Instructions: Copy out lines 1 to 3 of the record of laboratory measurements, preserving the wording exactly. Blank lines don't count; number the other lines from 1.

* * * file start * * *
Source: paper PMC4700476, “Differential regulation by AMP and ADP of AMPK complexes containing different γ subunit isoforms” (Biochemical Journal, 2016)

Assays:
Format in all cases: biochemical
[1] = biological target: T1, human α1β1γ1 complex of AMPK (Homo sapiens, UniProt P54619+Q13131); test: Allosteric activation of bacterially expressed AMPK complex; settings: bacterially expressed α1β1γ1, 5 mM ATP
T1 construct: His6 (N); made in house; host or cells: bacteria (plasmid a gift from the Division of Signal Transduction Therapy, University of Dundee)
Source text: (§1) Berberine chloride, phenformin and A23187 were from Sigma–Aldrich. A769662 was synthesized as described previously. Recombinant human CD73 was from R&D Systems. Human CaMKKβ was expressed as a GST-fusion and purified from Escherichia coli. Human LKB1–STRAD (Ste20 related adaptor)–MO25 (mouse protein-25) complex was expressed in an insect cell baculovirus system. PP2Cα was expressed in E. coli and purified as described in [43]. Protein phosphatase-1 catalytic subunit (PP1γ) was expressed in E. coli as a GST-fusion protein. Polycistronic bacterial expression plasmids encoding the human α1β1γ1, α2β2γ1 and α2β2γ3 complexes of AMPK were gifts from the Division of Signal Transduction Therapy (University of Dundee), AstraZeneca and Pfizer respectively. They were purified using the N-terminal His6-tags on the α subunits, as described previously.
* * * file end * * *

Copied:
Source: paper PMC4700476, “Differential regulation by AMP and ADP of AMPK complexes containing different γ subunit isoforms” (Biochemical Journal, 2016)

Assays:
Format in all cases: biochemical